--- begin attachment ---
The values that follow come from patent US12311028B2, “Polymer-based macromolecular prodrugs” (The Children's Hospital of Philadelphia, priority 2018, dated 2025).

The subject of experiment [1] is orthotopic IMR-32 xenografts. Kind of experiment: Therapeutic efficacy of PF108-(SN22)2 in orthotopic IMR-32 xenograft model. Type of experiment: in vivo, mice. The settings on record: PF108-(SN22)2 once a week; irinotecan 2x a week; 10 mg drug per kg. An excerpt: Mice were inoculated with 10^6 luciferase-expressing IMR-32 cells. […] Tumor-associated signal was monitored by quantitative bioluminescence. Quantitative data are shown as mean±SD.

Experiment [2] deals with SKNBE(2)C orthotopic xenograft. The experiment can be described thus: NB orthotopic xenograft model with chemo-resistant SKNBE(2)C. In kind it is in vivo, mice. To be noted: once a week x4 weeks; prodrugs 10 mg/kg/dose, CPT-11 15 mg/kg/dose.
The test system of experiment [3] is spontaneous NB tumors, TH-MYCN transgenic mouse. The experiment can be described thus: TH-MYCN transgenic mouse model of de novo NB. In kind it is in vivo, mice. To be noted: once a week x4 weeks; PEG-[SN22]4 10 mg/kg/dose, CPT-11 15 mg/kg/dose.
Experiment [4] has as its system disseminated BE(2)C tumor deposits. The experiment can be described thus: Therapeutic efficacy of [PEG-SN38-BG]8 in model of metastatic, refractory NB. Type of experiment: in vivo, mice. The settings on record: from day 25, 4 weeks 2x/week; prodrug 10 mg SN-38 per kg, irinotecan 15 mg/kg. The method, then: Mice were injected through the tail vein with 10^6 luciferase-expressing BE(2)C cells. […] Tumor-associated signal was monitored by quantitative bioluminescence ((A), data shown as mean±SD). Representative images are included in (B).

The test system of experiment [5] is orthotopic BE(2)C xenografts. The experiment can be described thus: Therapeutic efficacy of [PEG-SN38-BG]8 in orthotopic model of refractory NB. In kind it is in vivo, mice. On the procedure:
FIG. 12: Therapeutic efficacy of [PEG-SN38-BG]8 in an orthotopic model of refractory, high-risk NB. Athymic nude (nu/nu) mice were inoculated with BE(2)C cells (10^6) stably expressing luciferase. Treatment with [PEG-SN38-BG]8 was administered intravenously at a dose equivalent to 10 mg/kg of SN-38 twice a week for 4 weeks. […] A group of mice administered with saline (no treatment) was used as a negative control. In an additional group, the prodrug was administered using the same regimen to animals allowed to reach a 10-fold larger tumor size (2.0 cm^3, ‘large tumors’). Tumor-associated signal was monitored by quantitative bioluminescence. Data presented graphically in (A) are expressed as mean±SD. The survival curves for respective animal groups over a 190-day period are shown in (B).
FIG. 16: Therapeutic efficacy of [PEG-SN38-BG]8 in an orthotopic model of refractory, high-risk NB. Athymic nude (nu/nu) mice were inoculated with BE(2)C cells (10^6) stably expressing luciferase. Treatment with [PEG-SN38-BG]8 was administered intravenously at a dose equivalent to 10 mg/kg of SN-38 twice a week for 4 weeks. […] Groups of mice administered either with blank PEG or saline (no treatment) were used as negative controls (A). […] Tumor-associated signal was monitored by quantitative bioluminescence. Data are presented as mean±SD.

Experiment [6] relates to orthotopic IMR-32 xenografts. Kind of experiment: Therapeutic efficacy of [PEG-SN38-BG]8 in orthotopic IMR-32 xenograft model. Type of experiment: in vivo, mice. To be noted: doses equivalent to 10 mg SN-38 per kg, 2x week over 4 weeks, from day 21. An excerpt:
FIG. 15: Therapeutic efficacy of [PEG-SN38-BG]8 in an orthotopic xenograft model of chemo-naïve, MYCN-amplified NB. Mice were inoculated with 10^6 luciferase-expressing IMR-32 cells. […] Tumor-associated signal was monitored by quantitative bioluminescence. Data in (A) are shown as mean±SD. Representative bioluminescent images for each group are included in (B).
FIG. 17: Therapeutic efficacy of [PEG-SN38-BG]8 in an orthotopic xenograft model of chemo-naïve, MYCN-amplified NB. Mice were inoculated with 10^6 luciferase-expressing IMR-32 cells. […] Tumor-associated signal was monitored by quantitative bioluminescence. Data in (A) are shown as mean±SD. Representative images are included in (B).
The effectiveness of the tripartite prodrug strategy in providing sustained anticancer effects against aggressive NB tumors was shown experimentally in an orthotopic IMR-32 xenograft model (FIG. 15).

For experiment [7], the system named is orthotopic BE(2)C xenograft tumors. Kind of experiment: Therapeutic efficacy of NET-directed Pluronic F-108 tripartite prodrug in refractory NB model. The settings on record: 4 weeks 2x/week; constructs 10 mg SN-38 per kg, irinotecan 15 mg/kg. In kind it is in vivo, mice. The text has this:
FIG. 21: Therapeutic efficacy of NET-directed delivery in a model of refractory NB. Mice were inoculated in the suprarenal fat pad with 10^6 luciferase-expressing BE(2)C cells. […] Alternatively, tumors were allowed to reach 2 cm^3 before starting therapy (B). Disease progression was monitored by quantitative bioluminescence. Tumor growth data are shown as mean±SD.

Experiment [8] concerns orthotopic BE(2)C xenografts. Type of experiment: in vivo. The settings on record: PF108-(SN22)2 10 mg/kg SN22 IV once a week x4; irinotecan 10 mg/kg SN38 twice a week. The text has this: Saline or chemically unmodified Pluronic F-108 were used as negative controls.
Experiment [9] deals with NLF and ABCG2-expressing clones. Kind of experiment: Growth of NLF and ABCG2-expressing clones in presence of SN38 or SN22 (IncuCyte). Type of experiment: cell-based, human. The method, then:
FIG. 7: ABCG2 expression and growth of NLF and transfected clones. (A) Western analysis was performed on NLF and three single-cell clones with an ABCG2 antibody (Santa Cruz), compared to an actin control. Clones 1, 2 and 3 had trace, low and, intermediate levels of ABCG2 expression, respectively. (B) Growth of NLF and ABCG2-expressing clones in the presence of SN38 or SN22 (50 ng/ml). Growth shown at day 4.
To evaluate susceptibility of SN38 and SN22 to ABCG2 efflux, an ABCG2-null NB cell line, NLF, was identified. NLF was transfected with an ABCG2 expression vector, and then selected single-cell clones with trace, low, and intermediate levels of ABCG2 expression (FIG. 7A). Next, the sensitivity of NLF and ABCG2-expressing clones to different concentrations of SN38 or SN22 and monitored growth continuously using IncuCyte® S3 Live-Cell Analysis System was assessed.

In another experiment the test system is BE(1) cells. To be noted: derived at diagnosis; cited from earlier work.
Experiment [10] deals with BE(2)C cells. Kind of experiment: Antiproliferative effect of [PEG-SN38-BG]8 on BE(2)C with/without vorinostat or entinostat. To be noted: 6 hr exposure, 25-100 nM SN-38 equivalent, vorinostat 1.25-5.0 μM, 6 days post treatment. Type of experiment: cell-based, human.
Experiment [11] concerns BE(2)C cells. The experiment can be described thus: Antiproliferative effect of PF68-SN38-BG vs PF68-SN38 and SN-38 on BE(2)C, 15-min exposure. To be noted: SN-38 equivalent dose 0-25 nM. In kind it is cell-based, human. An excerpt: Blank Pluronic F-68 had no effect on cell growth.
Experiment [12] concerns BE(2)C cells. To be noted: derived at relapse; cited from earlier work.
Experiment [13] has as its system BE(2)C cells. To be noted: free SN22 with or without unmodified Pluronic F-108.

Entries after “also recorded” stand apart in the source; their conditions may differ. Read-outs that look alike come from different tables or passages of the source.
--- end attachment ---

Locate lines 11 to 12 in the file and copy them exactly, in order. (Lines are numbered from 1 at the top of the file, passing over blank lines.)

FIG. 17: Therapeutic efficacy of [PEG-SN38-BG]8 in an orthotopic xenograft model of chemo-naïve, MYCN-amplified NB. Mice were inoculated with 10^6 luciferase-expressing IMR-32 cells. […] Tumor-associated signal was monitored by quantitative bioluminescence. Data in (A) are shown as mean±SD. Representative images are included in (B).
The effectiveness of the tripartite prodrug strategy in providing sustained anticancer effects against aggressive NB tumors was shown experimentally in an orthotopic IMR-32 xenograft model (FIG. 15).